Lack of access to online route
Many participants noted that an online service would not always be the best option as there can be language barriers, a lack of access to digital devices, the internet, and digital skills.
It was clear that the existing paper service would be able to bridge this gap. We are also working on updating the paper form, so it aligns with the digital service and ensures GP practices gather a standard set of information about new patients.
Additionally, we were told we need to make sure that the service is advertised in the right places so that as many people as possible know about it and can access it if they choose to.
Almost all users told us it was important to make the form available in different languages.
Whilst we don't currently support users for whom English is not their first language within the online service, all of our services use a simple writing style laid out in the NHS Digital Service Manual. Register with a GP surgery is already being tested with online translation tools to ensure people can easily use these tools within the service.
We also learned a lot about the content of our pages that was not related to the language it was written in, but the way that things were written and the phrases and terms that we used.
We learned that the service felt too transactional and that this was something they had experienced in other government and NHS services.
Some pages were felt to be overwhelming, with a lot of text to read. This could be particularly difficult for people who do not usually communicate in English or have difficulties with reading.
Terms such as ‘GP ’caused confusion for some users, who would not know what a GP was, and instead used the word ‘doctor’.
Another example was where we asked a question about someone’s ‘current home address’. Some people felt that this was strange wording to use, as lots of people do not have a home of their own and, even if they have an address to provide, it might not be a place that they would consider their home (for example, a shelter or a friend’s house).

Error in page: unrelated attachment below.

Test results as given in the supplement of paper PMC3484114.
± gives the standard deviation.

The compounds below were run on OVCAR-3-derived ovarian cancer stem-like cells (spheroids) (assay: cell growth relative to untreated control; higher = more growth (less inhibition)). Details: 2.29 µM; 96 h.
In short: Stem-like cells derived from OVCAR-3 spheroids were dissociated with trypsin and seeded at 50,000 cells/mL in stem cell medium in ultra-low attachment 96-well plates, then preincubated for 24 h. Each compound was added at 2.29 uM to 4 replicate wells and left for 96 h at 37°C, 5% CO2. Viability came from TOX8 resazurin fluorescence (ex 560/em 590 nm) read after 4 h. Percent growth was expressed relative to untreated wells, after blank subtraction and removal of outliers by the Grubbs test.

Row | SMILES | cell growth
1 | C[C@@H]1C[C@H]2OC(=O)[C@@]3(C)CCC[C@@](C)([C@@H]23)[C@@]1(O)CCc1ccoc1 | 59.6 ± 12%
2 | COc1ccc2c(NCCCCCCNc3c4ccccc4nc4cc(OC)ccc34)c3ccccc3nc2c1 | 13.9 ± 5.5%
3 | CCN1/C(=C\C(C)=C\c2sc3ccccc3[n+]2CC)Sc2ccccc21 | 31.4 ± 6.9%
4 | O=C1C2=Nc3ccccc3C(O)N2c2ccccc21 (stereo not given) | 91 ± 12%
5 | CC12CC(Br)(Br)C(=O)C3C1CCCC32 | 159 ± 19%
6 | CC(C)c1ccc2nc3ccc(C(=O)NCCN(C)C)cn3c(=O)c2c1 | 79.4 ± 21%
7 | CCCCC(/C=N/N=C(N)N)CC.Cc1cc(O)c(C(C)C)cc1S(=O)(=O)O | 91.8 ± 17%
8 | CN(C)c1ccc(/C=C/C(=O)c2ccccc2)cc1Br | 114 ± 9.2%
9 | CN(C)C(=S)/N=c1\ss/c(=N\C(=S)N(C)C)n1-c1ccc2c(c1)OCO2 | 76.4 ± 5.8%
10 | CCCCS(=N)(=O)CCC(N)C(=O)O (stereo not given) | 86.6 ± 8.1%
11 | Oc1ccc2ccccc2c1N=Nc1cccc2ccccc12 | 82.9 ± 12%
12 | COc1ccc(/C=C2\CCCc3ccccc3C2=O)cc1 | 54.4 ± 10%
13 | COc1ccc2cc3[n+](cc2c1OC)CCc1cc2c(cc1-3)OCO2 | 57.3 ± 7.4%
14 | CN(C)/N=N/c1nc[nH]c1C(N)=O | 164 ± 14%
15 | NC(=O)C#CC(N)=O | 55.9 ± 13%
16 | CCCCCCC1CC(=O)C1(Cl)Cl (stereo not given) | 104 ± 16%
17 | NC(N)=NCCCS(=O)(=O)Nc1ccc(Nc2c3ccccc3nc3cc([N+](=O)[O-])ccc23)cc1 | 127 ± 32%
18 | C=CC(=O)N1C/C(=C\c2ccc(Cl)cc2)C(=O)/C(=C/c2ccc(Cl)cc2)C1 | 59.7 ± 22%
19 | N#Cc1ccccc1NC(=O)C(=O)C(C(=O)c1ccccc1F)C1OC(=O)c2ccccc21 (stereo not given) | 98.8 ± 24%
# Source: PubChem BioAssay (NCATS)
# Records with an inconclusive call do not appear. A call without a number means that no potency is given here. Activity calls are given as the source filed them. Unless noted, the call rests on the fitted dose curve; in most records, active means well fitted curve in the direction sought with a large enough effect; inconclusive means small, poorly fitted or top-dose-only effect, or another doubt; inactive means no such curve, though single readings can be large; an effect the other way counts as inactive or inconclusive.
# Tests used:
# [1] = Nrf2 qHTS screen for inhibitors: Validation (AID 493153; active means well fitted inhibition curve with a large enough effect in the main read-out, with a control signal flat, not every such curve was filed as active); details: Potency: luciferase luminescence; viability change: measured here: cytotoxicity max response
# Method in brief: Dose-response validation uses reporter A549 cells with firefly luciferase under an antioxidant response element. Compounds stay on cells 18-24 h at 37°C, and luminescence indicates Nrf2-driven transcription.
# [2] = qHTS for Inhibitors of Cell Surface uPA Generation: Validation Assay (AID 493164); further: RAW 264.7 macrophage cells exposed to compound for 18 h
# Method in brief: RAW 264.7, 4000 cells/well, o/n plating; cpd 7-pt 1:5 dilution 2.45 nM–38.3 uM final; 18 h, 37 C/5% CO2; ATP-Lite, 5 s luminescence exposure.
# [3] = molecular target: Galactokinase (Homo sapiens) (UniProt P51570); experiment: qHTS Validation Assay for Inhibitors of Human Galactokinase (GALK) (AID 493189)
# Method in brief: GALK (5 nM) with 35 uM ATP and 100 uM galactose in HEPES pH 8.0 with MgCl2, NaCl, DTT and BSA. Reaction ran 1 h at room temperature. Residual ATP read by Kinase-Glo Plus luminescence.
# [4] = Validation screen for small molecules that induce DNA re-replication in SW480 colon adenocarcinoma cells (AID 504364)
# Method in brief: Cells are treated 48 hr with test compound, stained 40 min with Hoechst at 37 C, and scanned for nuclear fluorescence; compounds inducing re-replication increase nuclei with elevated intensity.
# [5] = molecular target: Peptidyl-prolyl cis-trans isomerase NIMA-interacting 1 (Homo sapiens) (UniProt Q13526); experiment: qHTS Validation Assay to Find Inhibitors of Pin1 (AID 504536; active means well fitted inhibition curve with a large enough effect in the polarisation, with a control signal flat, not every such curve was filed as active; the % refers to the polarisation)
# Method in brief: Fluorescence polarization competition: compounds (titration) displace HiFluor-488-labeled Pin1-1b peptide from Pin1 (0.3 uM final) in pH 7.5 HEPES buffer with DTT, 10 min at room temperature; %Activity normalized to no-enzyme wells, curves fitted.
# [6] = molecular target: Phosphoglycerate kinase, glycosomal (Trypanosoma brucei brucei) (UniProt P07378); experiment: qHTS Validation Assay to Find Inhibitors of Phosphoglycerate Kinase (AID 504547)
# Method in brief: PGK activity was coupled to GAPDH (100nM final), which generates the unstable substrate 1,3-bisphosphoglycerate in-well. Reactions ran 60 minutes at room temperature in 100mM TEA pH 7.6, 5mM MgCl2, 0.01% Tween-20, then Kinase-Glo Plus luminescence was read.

We found that people were more likely to trust the service and use it if the text we used was simplified. We were told that some pages were not always written in the warmest way, which could put people off continuing with the service. To change this, the content team have changed elements of the content – for example, asking questions more directly: “Do you need an language interpreter” or “Which language do you need an interpreter for?”
Whenever a service asks a question, it needs to be clear about why that information is needed.
- Why does it need to know this personal information about me?
- What is the intent of this question?
- What is it going to be used for?
- Why should I trust the NHS to have and keep this information about me?
The team did several content reviews around the question set to make sure that the service only asks what it absolutely must for a registration. In response, a feature was designed into the service to explain why information was being sought.
The user can see why a particular question is being asked using a ‘Why are you asking this?’ drop-down option.